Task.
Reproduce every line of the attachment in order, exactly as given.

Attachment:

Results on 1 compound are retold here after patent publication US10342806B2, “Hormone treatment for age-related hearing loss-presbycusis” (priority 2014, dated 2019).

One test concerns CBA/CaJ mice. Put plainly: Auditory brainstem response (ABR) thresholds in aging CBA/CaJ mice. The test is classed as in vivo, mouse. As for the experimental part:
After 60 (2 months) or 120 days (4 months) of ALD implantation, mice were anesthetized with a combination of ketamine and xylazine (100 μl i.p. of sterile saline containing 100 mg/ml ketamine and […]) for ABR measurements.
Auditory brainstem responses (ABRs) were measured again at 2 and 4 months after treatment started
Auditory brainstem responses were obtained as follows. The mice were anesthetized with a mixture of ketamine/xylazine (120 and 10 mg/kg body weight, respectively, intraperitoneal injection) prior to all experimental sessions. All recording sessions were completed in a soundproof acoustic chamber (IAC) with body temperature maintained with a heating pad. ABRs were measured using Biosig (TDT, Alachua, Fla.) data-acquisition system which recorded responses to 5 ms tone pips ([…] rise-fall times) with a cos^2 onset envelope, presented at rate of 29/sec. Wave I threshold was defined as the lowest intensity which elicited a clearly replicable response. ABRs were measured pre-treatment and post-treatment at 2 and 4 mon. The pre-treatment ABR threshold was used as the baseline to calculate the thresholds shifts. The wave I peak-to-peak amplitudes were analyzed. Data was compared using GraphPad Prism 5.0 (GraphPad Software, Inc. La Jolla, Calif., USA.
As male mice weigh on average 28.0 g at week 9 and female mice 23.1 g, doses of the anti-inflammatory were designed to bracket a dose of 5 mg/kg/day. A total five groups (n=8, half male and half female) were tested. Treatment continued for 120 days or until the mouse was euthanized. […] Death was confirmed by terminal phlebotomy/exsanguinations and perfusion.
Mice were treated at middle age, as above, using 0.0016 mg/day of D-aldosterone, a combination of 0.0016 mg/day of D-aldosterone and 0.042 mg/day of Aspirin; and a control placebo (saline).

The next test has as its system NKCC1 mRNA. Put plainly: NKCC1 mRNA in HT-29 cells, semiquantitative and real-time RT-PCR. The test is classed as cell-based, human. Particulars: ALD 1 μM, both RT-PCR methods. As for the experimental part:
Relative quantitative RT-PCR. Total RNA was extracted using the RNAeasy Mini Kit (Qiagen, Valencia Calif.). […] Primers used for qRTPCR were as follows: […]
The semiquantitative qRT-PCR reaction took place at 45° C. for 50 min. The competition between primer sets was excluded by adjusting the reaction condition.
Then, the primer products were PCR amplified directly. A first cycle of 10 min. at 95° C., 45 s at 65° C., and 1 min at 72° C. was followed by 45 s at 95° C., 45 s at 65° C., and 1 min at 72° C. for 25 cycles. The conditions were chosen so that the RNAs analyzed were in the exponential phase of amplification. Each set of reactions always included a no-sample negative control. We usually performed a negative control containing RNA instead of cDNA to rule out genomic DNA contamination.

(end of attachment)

Results on 1 compound are retold here after patent publication US10342806B2, “Hormone treatment for age-related hearing loss-presbycusis” (priority 2014, dated 2019).

One test concerns CBA/CaJ mice. Put plainly: Auditory brainstem response (ABR) thresholds in aging CBA/CaJ mice. The test is classed as in vivo, mouse. As for the experimental part:
After 60 (2 months) or 120 days (4 months) of ALD implantation, mice were anesthetized with a combination of ketamine and xylazine (100 μl i.p. of sterile saline containing 100 mg/ml ketamine and […]) for ABR measurements.
Auditory brainstem responses (ABRs) were measured again at 2 and 4 months after treatment started
Auditory brainstem responses were obtained as follows. The mice were anesthetized with a mixture of ketamine/xylazine (120 and 10 mg/kg body weight, respectively, intraperitoneal injection) prior to all experimental sessions. All recording sessions were completed in a soundproof acoustic chamber (IAC) with body temperature maintained with a heating pad. ABRs were measured using Biosig (TDT, Alachua, Fla.) data-acquisition system which recorded responses to 5 ms tone pips ([…] rise-fall times) with a cos^2 onset envelope, presented at rate of 29/sec. Wave I threshold was defined as the lowest intensity which elicited a clearly replicable response. ABRs were measured pre-treatment and post-treatment at 2 and 4 mon. The pre-treatment ABR threshold was used as the baseline to calculate the thresholds shifts. The wave I peak-to-peak amplitudes were analyzed. Data was compared using GraphPad Prism 5.0 (GraphPad Software, Inc. La Jolla, Calif., USA.
As male mice weigh on average 28.0 g at week 9 and female mice 23.1 g, doses of the anti-inflammatory were designed to bracket a dose of 5 mg/kg/day. A total five groups (n=8, half male and half female) were tested. Treatment continued for 120 days or until the mouse was euthanized. […] Death was confirmed by terminal phlebotomy/exsanguinations and perfusion.
Mice were treated at middle age, as above, using 0.0016 mg/day of D-aldosterone, a combination of 0.0016 mg/day of D-aldosterone and 0.042 mg/day of Aspirin; and a control placebo (saline).

The next test has as its system NKCC1 mRNA. Put plainly: NKCC1 mRNA in HT-29 cells, semiquantitative and real-time RT-PCR. The test is classed as cell-based, human. Particulars: ALD 1 μM, both RT-PCR methods. As for the experimental part:
Relative quantitative RT-PCR. Total RNA was extracted using the RNAeasy Mini Kit (Qiagen, Valencia Calif.). […] Primers used for qRTPCR were as follows: […]
The semiquantitative qRT-PCR reaction took place at 45° C. for 50 min. The competition between primer sets was excluded by adjusting the reaction condition.
Then, the primer products were PCR amplified directly. A first cycle of 10 min. at 95° C., 45 s at 65° C., and 1 min at 72° C. was followed by 45 s at 95° C., 45 s at 65° C., and 1 min at 72° C. for 25 cycles. The conditions were chosen so that the RNAs analyzed were in the exponential phase of amplification. Each set of reactions always included a no-sample negative control. We usually performed a negative control containing RNA instead of cDNA to rule out genomic DNA contamination.